Susan Collier

Susan Jane Collier
Born (1938-10-12)October 12, 1938
Died May 11, 2011(2011-05-11) (aged 72)
Nationality British
Occupation Textile designer
Known for Floral print dresses

Susan Jane Collier (12 October 1938 – 18 May 2011) was an English textile designer. She began in a freelance capacity and sold sketches to scarf brands Richard Allan and Jacquar. Collier joined Liberty in 1961, and specalised in floral prints dresses. She was helped by her sister Sarah Campbell starting in 1968, and co-founded the independent Collier Campbell studio.

Early life

Collier was born on 12 October 1938 in Manchester.[1] She was the daughter of actress Patience Collier and campaigning pharmacologist Harry Collier.[2] She had two siblings; a sister Sarah and a brother Joe.[1] Collier had the importance of hard work and creative thought instilled in her from an early age.[3] Both parents painted pictures of flowers which excited Collier,[1] and they brought her drawer-lining paper and powder paints to practise her skill. She was taken on walks by her father which garnered an interest in nature,[4] and taught her to concentrate on butterflies wings.[2] Collier left school with three O Level qualifications at the age of 15 and attended catering college.[3] She moved to London when she was 18.[5]


She started her career as a freelance textile designer in a self-made studio in a spare bedroom in her South London home.[3] She was attracted to the area because of its cultural diversity and class mixture.[5] Collier sold sketches of her work to the scarf brands Richard Allan and Jacqmar.[4] She grew frustrated at another person was using her work under her name, and went to London Prints company Liberty.[3] Collier decided that continue her career, the company would have to purchase two of her designs.[1] They elected to purchase six in 1961 and commissioned further designs.[2] She firstly worked for the Tana Lawn cotton range and specialised in floral prints dresses, and supplied Liberty scarves with designs. Collier began being assisted by her younger sister Sarah Campbell in 1968.[3] That same year she was retained by Liberty. Collier was appointed as Liberty's design and colour consultant on its London Prints’ fabrics and products in 1971, and had responsibility for its apparel, decorative fabrics and accessory ranges.[4]

Collier became determined to supply wholesale quantities required for couturiers ready-to-wear collection, and do a similar action for furnishings.[1] She and Campbell founded the independent Collier Campbell studio.[1] Collier worked on the design for the first off-the-peg collection by Yves Saint Laurent, along with Bill Gibb, Cacharel, and Daniel Hechter Paris.[3] The company established relationships with several shopping firms.[4] She left Liberty in 1977 which allowed her to retain copyright of her work. Her value was that good designs should be made available to every person.[3] They were commissioned by Habitat to design their textile lifestyle look in 1974, and was the company's major textile converter by 1980.[2] Collier Campbell won the Duke of Edinburgh's designer prize in 1984 for a decorative fabric collection called "six views", and four years later, they were commissioned by Conran to design the carpets Gatwick Airport's North Terminal.[4]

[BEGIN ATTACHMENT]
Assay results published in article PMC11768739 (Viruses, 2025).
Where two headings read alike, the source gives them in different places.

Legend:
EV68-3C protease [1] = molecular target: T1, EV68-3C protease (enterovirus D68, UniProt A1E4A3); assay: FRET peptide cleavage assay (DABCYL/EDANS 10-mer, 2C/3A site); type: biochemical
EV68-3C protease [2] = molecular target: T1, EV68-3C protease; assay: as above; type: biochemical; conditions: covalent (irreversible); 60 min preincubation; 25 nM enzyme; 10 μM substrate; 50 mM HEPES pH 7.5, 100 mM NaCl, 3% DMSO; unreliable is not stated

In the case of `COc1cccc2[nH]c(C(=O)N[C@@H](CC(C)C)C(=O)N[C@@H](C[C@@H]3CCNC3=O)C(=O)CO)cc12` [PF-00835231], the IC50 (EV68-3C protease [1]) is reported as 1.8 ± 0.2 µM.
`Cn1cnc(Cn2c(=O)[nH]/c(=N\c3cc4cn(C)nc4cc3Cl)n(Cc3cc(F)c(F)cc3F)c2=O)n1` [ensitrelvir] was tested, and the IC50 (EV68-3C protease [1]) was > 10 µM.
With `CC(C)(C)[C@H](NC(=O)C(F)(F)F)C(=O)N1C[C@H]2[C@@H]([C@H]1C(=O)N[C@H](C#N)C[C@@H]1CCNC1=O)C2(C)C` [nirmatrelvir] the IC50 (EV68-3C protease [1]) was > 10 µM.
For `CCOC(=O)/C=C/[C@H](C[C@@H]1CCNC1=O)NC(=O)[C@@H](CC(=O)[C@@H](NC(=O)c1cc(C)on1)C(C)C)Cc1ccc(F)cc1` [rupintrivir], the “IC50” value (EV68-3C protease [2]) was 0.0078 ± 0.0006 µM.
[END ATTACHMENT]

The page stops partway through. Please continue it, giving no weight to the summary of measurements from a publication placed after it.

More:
Personal life and death

She was twice married: firstly to pharmacologist Andrew Herxheimer in 1961 with whom she had two children, and to broadcaster Frank Delany. Both marriages ended in divorce. Collier died in London on 18 May 2011 from cancer.[1]


  1. 1 2 3 4 5 6 7 Horwell, Veronica (15 May 2011). "Susan Collier obituary". The Guardian. Retrieved 11 October 2016.
  2. 1 2 3 4 Levy, Paul (30 June 2011). "Susan Collier: Award-winning textile designer best known for her work for Liberty and Habitat". The Independent. Retrieved 11 October 2016.
  3. 1 2 3 4 5 6 7 "Susan Collier". The Times. 9 July 2011. p. 85. Retrieved 11 October 2016 via Infotrac Newstand. (subscription required (help)).
  4. 1 2 3 4 5 "Susan Collier". The Daily Telegraph. 6 June 2011. Retrieved 11 October 2016.
  5. 1 2 Lim, Madeline (22 April 2003). "Me And My Home: Light, colours, action!". The Independent. Retrieved 11 October 2016.
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